March 23, 2011 at 3:25 PM ET
In what is called a "striking shift" in the way money for charity is given, Americans under 40 are now "just as likely" to give donations to disaster relief via electronic means as through more traditional avenues, according to a new report by the Pew Research Center's Internet & American Life Project. And giving in the wake of Japan's disaster is evidence of that.
"More than a third of those who have already donated (36 percent) say they made their contribution digitally — online, through text messages or email," Pew said in its report.
"Among those younger than 40, about as many have donated digitally as through more traditional methods. Older Americans are also more likely than in the past to give to disaster relief efforts via electronic means, but they still prefer traditional methods of giving."
The survey was done March 17-20 under the direction of Princeton Survey Research Associates International, using a national sample of 1,003 adults 18 years and older in the U.S.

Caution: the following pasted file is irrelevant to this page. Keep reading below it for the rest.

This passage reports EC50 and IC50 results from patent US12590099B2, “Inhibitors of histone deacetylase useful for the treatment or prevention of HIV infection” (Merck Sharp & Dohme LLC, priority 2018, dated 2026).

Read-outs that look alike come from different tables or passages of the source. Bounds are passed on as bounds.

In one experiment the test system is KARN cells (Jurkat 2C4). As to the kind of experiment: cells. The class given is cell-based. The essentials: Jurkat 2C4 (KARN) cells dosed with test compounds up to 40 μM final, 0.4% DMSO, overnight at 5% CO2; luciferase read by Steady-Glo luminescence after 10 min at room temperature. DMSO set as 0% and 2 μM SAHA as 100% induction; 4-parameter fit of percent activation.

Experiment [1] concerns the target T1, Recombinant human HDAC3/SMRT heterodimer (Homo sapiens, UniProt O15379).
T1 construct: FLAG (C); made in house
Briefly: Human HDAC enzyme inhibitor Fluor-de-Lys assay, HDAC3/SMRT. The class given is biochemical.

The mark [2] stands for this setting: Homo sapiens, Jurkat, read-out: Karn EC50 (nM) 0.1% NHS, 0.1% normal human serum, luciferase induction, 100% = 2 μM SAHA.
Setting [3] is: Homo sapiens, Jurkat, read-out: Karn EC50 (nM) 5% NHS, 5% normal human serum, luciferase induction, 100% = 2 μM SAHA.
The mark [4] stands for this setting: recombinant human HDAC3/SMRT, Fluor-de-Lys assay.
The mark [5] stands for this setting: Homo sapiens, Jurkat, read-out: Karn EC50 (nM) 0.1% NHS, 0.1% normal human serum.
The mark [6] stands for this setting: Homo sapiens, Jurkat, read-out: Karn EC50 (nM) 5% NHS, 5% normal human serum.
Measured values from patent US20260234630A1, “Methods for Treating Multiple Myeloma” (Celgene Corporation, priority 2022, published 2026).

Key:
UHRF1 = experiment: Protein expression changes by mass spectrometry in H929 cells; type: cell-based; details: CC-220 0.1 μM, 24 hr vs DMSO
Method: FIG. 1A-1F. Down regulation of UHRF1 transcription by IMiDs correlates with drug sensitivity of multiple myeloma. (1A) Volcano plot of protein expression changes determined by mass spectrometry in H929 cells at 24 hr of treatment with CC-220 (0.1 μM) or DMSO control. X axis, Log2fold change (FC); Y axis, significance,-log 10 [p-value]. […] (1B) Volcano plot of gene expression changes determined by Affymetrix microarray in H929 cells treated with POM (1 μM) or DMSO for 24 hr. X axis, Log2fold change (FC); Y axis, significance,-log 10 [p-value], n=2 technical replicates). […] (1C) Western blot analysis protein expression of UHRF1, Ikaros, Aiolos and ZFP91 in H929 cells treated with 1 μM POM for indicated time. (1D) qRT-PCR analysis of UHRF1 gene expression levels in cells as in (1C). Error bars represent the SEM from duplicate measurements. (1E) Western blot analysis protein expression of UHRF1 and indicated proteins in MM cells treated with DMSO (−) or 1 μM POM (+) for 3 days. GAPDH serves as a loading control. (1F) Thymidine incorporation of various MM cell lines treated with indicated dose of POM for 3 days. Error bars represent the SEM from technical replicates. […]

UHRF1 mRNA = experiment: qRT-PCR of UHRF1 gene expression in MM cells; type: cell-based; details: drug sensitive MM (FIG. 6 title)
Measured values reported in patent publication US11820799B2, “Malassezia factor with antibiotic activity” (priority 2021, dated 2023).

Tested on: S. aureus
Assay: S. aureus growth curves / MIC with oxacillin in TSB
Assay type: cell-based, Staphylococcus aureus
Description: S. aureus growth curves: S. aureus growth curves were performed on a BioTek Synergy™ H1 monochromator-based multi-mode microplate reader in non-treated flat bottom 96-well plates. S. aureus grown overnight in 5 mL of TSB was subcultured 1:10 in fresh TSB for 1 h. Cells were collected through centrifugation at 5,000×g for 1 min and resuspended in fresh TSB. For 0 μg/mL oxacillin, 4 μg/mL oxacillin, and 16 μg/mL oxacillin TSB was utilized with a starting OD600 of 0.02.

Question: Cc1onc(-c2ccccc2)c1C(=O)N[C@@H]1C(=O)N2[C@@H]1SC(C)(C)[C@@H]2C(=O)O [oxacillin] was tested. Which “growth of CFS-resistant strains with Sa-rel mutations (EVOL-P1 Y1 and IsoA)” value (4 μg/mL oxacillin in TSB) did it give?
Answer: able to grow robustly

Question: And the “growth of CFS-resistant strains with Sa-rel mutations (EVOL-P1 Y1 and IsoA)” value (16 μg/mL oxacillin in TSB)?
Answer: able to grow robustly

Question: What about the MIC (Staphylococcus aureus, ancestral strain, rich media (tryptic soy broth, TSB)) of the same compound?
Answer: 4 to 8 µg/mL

In the days after the March 11 disaster that struck Japan, Pew said:
... some 12 percent of Americans between ages 18 and 39 say they donated money to relief via the Internet or their cellphone. Another 12 percent in that age group say they gave through traditional means such as over the phone, in person, or by postal mail.
That is a notable jump in the proportion of under-40 Americans who gave digitally in the aftermath of the Indian Ocean tsunami (in 2004). At that time, 5 percent of Americans ages 18-39 donated to relief efforts and 20 percent donated via traditional means.
No matter whether the means is digital or traditional, giving to others in times of need is something Americans are known for. Early indications after the disaster was that relief efforts to Japan were lower than in other recent disasters, noted msnbc.com's Allison Linn.
"The difference may have a lot to do with perceptions of Japan's wealth and preparedness to handle a major disaster, versus the resources available to an underdeveloped country such as Haiti," experts told her.
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